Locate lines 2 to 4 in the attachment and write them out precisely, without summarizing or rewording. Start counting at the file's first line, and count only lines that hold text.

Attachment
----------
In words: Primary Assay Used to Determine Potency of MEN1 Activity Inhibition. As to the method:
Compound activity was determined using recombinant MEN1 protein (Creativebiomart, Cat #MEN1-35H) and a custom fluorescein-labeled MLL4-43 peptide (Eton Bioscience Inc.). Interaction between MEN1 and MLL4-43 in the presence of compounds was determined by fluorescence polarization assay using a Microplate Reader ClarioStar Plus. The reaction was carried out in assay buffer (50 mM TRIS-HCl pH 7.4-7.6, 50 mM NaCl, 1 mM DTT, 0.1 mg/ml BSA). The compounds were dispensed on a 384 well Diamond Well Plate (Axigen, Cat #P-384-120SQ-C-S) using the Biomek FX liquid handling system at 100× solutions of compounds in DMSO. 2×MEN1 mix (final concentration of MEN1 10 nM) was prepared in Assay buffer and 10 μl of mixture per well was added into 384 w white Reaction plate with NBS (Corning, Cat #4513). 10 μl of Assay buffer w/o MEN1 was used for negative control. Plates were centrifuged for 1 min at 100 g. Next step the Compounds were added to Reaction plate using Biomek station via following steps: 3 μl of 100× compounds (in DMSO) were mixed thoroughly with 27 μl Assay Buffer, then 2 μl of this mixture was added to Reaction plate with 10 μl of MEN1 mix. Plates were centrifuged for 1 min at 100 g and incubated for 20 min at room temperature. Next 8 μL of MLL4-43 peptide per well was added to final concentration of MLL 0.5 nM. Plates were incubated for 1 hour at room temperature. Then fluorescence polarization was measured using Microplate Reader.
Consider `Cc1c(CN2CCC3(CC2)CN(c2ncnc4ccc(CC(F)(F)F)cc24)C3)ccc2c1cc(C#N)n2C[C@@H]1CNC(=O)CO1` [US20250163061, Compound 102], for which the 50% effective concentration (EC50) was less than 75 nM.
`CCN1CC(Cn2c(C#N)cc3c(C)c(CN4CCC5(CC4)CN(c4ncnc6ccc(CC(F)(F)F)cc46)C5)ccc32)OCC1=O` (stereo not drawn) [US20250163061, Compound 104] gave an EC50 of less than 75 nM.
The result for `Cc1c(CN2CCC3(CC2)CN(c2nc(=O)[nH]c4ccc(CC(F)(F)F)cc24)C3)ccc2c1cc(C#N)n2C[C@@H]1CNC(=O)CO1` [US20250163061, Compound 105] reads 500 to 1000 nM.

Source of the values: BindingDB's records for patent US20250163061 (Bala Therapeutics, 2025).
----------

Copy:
Compound activity was determined using recombinant MEN1 protein (Creativebiomart, Cat #MEN1-35H) and a custom fluorescein-labeled MLL4-43 peptide (Eton Bioscience Inc.). Interaction between MEN1 and MLL4-43 in the presence of compounds was determined by fluorescence polarization assay using a Microplate Reader ClarioStar Plus. The reaction was carried out in assay buffer (50 mM TRIS-HCl pH 7.4-7.6, 50 mM NaCl, 1 mM DTT, 0.1 mg/ml BSA). The compounds were dispensed on a 384 well Diamond Well Plate (Axigen, Cat #P-384-120SQ-C-S) using the Biomek FX liquid handling system at 100× solutions of compounds in DMSO. 2×MEN1 mix (final concentration of MEN1 10 nM) was prepared in Assay buffer and 10 μl of mixture per well was added into 384 w white Reaction plate with NBS (Corning, Cat #4513). 10 μl of Assay buffer w/o MEN1 was used for negative control. Plates were centrifuged for 1 min at 100 g. Next step the Compounds were added to Reaction plate using Biomek station via following steps: 3 μl of 100× compounds (in DMSO) were mixed thoroughly with 27 μl Assay Buffer, then 2 μl of this mixture was added to Reaction plate with 10 μl of MEN1 mix. Plates were centrifuged for 1 min at 100 g and incubated for 20 min at room temperature. Next 8 μL of MLL4-43 peptide per well was added to final concentration of MLL 0.5 nM. Plates were incubated for 1 hour at room temperature. Then fluorescence polarization was measured using Microplate Reader.
Consider `Cc1c(CN2CCC3(CC2)CN(c2ncnc4ccc(CC(F)(F)F)cc24)C3)ccc2c1cc(C#N)n2C[C@@H]1CNC(=O)CO1` [US20250163061, Compound 102], for which the 50% effective concentration (EC50) was less than 75 nM.
`CCN1CC(Cn2c(C#N)cc3c(C)c(CN4CCC5(CC4)CN(c4ncnc6ccc(CC(F)(F)F)cc46)C5)ccc32)OCC1=O` (stereo not drawn) [US20250163061, Compound 104] gave an EC50 of less than 75 nM.